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  2. I've been working with YoungLife this past year, and one thing I like about their approach is the concept of earning the right to share the gospel. As of yet, I have not had opportunity to talk much about God or anything of the sort, and tough as it is to realize (because I too had for so long been of the mindset that you gotta go in guns blazing shouting out the gospel) that is perfectly fine. Indeed, as St Francis (I think) is oft quoted as saying "Preach the Gospel always. Use words if necessary".

    Interestingly, as I re-read the statement about uncertainty, I find that it resonates somewhat with where I have been faithwise as of late. I was looking so hard to demonstrate concretely to myself that what I believe is not a sham, and I was not finding much for "concrete" evidence... But as prayed about it, God seemed to be whispering "Be Still and Know that I am God". I don't have all the answers I was hoping for (although I do hope to find some of them), but for the time being I am content with not having all the answers/proofs. In a non-empirical way, I know in my heart that he is God (hmm... I guess that by definition is faith).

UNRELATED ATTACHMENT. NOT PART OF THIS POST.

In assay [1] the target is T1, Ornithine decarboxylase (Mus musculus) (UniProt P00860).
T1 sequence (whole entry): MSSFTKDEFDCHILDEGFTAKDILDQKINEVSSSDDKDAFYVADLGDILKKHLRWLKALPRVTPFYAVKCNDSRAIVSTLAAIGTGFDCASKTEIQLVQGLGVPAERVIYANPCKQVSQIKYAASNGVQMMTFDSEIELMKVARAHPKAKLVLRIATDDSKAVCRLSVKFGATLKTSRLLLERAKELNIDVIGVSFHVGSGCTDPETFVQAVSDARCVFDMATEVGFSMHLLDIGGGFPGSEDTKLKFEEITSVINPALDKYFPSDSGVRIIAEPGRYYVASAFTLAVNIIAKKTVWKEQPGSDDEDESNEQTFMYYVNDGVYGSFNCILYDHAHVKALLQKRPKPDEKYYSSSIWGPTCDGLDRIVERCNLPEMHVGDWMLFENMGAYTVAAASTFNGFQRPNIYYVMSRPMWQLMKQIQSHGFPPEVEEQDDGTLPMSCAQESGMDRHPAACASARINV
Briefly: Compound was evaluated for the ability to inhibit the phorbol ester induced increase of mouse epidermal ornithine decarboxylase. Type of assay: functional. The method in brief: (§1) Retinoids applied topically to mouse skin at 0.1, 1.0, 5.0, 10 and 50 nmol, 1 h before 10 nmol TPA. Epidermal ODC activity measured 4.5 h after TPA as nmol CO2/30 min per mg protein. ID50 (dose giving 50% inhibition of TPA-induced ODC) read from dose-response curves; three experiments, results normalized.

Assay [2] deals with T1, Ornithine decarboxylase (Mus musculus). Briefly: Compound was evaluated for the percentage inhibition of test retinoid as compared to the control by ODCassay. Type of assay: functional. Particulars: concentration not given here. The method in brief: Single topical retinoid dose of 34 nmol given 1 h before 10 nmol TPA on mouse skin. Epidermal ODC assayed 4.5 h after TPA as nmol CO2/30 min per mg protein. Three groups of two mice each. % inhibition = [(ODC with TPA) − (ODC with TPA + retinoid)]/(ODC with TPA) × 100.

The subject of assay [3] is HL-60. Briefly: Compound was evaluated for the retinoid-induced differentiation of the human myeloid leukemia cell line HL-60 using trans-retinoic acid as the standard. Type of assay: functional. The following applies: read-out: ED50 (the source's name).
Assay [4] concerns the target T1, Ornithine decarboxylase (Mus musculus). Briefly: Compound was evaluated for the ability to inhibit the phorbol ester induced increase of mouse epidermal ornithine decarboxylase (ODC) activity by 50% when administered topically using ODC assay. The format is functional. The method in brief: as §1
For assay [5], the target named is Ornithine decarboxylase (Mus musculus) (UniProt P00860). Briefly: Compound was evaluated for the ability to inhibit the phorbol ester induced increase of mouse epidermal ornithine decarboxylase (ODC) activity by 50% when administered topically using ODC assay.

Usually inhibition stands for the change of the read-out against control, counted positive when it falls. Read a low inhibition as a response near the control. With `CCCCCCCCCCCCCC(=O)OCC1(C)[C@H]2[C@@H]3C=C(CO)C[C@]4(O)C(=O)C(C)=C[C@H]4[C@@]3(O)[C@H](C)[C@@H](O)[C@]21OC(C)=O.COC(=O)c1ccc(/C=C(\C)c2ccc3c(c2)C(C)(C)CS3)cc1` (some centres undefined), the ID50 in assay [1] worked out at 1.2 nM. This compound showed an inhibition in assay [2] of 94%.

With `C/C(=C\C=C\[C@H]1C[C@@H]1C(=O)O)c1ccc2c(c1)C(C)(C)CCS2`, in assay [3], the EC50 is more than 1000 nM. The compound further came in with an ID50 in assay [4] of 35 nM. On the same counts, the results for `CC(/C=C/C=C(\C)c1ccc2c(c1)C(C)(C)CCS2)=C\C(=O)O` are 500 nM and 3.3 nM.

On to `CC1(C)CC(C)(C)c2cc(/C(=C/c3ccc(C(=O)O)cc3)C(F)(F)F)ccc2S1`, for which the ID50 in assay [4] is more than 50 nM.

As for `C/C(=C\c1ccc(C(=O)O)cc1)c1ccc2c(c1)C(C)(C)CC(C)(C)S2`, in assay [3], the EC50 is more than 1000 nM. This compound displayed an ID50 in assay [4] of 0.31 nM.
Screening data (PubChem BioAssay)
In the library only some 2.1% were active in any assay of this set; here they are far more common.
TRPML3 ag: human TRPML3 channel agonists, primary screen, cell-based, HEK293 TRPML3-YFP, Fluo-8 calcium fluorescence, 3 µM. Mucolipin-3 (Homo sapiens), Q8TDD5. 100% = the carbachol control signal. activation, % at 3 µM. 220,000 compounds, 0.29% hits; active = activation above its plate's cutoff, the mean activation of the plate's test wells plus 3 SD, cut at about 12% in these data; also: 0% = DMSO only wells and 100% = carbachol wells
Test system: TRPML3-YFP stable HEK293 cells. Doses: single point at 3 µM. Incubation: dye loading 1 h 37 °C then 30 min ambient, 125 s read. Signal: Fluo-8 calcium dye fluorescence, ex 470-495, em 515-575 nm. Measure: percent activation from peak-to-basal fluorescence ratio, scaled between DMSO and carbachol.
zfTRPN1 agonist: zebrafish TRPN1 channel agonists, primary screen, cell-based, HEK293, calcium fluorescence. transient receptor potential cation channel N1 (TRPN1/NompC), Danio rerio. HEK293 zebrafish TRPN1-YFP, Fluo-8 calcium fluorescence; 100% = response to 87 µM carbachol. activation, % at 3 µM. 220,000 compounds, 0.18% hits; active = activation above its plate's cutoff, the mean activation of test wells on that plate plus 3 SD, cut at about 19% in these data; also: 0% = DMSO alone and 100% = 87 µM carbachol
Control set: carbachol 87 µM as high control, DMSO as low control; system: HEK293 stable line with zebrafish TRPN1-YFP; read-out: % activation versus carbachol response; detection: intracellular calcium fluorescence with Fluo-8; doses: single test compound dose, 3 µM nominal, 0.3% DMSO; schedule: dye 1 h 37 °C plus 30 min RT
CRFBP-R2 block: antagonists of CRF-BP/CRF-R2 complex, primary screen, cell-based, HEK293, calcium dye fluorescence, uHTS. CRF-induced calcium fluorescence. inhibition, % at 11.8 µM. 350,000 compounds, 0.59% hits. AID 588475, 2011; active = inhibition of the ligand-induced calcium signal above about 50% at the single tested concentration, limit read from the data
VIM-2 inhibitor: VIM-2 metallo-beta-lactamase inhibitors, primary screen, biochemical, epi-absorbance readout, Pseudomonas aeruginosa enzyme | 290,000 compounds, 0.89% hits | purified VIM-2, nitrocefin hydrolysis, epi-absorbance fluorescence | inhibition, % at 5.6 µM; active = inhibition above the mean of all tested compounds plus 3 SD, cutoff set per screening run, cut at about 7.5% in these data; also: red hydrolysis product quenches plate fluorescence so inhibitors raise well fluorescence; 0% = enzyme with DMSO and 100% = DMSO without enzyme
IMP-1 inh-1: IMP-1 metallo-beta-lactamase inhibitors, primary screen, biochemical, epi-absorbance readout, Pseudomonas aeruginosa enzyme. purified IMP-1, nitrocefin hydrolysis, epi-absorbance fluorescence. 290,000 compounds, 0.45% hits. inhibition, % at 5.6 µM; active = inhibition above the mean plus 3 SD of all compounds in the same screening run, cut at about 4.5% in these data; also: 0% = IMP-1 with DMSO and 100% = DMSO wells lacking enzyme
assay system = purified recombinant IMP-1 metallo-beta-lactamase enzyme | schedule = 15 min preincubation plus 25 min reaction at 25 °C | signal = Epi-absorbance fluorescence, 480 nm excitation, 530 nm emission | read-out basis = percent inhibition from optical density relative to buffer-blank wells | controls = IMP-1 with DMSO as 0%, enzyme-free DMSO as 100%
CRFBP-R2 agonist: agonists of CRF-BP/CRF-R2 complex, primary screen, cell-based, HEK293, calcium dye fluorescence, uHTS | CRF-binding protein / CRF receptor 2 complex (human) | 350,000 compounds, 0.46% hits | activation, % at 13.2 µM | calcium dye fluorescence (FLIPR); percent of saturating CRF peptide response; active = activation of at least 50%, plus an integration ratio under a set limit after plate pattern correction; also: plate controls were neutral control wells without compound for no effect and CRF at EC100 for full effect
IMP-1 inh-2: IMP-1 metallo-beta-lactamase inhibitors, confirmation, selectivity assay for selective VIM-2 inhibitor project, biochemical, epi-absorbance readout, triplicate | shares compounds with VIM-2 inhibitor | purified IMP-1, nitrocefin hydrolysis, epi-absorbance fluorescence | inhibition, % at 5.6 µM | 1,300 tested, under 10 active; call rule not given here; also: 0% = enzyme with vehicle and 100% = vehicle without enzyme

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  3. Thanks, this was very well said.

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  4. Mike, that quote definitely echoes where K was coming from in that last paragraph. Calvin, glad to hear I can still occasionally serve as some form of encouragement! And Aka, it's funny that everytime I think, "Okay, that's it, I've walked off the map this time," you've been among the comments, saying thanks. Thanks to all of you: getting more and more honest here at the blog has been very healthy, but also a little scary at times.

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  5. Mike (not Michael), that is something I have always appreciated about you: you're willingness to be real with us about where you are at with life and faith and stuff.

    And as a side note, take a listen to "Doubting Thomas" by Nickel Creek. I think it beautifully reflects the uncertainty we experience in our walk with Christ.

    Cheers.